What's Happening


May 18, 2022, Adrian, Michigan – As members of the Leadership Conference of Women Religious (LCWR), we Adrian Dominican Sisters strongly support this statement deploring the racial hatred and gun violence that led to the devastating loss of life in Buffalo, New York, with the mass shooting of May 14, 2022. The LCWR statement follows.

Violence and White Supremacy Cannot Stand

Our hearts are breaking as we once again come face to face with the racial hatred and gun violence that infect our land. The members of the Leadership Conference of Women Religious extend their condolences to the Buffalo community and all who lost loved ones, friends, and neighbors and we say once more violence and white supremacy cannot stand. And we know that is not enough!

Racism is a virus, every bit as deadly as COVID-19, that has infected our nation since its inception and until we address it, people of color will continue to die, and our nation will continue to bleed. Racism, whether the institutional racism which privileges some at the expense of others or the daily acts of hate and discrimination, diminishes us all. It denies that most profound truth, that all of us are created in God’s image and each of us is entitled to lives of dignity and respect.

As women religious in a predominantly white organization, we recognize how we have been privileged. We lament our silence in the face of white supremacist ideology, and we acknowledge our complicity in institutional racism. We ask forgiveness of our sisters and brothers of color, and we pray for our nation’s healing. And we know that is not enough!

It is time for bold, decisive action. We pledge to raise our voices and to act to end the violence and white supremacy which has cost us dearly. In the wake of the horror of Buffalo, we rededicate ourselves to LCWR’s commitment to dismantle systemic racism and white privilege and effect transformative change in our hearts, our organization, and our society and we pledge anew to build God’s beloved community. We will not permit that violence and white supremacy to stand!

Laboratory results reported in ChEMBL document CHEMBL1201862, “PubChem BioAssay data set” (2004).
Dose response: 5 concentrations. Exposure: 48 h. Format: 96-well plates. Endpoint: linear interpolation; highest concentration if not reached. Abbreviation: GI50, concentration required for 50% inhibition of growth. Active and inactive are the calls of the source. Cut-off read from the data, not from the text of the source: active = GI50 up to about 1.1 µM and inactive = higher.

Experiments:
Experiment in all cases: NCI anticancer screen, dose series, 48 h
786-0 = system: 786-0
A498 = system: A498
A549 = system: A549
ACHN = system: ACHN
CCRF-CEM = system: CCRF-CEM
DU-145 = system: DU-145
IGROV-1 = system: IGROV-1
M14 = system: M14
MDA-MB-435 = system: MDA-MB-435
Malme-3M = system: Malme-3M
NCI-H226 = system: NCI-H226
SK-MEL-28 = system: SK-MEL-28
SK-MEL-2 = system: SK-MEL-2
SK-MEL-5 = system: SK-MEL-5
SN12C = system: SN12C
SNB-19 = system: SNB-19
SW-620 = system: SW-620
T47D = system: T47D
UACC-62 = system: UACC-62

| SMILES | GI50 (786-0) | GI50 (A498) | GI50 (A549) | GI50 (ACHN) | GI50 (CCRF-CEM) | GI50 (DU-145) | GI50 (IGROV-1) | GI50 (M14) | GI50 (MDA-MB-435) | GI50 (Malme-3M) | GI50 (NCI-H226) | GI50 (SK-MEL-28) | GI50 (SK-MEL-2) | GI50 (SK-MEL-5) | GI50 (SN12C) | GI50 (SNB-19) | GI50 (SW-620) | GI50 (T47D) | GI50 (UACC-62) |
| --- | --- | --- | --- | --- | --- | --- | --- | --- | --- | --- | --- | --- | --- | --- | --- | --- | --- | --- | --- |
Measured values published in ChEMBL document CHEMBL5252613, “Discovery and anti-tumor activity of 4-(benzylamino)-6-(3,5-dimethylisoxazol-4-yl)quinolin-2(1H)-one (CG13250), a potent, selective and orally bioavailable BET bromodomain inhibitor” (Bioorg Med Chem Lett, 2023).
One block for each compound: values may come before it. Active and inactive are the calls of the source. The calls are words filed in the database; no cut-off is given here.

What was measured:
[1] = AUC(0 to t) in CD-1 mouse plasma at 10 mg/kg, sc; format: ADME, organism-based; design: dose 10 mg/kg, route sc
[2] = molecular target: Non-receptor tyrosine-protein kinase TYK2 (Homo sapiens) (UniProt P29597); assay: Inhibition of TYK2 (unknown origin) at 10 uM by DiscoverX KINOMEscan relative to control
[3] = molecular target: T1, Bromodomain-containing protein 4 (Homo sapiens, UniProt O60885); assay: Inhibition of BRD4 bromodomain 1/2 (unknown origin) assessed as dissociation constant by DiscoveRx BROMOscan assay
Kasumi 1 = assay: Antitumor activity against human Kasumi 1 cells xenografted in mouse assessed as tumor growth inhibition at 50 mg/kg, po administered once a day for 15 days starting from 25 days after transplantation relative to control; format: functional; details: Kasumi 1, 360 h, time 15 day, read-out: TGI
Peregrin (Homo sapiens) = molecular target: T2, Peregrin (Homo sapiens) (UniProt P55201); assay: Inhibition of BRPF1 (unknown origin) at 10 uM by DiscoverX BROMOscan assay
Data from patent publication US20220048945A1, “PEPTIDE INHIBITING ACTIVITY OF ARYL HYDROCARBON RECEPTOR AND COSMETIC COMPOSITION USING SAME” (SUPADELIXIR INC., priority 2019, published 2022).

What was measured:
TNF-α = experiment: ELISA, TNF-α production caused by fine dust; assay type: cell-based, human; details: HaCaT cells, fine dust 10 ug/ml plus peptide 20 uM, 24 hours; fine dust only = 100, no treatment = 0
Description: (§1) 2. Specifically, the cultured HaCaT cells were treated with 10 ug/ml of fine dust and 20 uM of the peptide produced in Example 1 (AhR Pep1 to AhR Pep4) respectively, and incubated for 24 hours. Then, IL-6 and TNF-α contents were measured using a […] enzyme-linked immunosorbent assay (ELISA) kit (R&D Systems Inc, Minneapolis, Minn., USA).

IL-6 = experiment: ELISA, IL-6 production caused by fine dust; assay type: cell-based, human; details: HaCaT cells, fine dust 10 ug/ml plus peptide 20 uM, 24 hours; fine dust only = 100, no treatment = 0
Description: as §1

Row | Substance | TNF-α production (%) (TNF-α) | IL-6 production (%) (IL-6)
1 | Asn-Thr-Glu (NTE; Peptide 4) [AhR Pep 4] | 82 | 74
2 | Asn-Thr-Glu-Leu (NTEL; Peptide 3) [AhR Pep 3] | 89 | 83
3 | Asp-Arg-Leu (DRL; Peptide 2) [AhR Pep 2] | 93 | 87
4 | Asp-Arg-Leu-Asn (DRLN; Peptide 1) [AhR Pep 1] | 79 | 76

LCWR is an association of leaders of congregations of Catholic women religious in the United States. The conference has nearly 1,300 members, who represent more than 38,800 women religious in the United States. Founded in 1956, LCWR assists its members to collaboratively carry out their service of leadership to further the mission of the Gospel in today’s world.

March 22, 2022, Baltimore, Maryland – As the United States and the world come to grips with the evil of racism, Black Catholics in the United States have been involved in a letter-writing campaign to correct a blatant form of racial discrimination in the Catholic Church. No Black Catholics from the United States have been canonized as saints.
A CNN video describes the activism of Ralph E. Moore Jr., a lay man who grew up in an African-American Catholic parish in Baltimore in which all of the priests were white, and no Black images were included in the church. Moore organized the letter-writing campaign to canonize six African Americans. Some 1,500 letters were sent to Pope Francis in December 2021.
The six U.S. Black Catholics recommended for canonization are: Servant of God Mother Mary Lange (1794-1882), founder of the Oblate Sisters of Providence, Baltimore, Maryland; Venerable Pierre Toussaint (1766-1863), a philanthropist who, in spite of raising funds for St. Patrick Cathedral in New York, was not allowed to attend the dedication because of his race; Venerable Sister Henriette DeLille (1812-1862), founder of the Sisters of the Holy Family, New Orleans; Servant of God Julia Greeley (c. 1833-1918), of Denver, a philanthropist with special concern for the poor; Venerable Father Augustus Tolton (1854-1897), of Chicago, the first recognized African American priest in the United States; and Servant of God Sister Thea Bowman (1937-1990), of Jackson, Mississippi, an educator, evangelist, and social justice activist who spoke out against racism in the Catholic Church.  
In the Catholic process of canonization, a Servant of God is one whose cause for canonization has begun. Once a person is recognized by the pope as having lived a life of “heroic virtue,” he or she is named Venerable. The next step, Beatification, requires an arduous investigation into the candidate’s life and writings and one authenticated miracle resulting from prayer to the candidate. Full canonization requires two miracles. 
More information on the six candidates for sainthood – as well as on other prominent Black Catholics – can be found on the Black Catholic Project Equity and Inclusion page of the Adrian Dominican Sisters’ website. The page is organized by the Toward Communion: Undoing Racism, Embracing Diversity Committee formed in response to the Adrian Dominican Sisters’ 2016 Enactment on Racism and Diversity.

Feature photo: Depicted on a bookmark are African American candidates for sainthood, from left, Father Augustus Tolton, Sister Henriette DeLille, Julia Greeley, Pierre Toussaint, Mother Mary Lange, and Sister Thea Bowman.



Search News Articles

Recent Posts

Read More »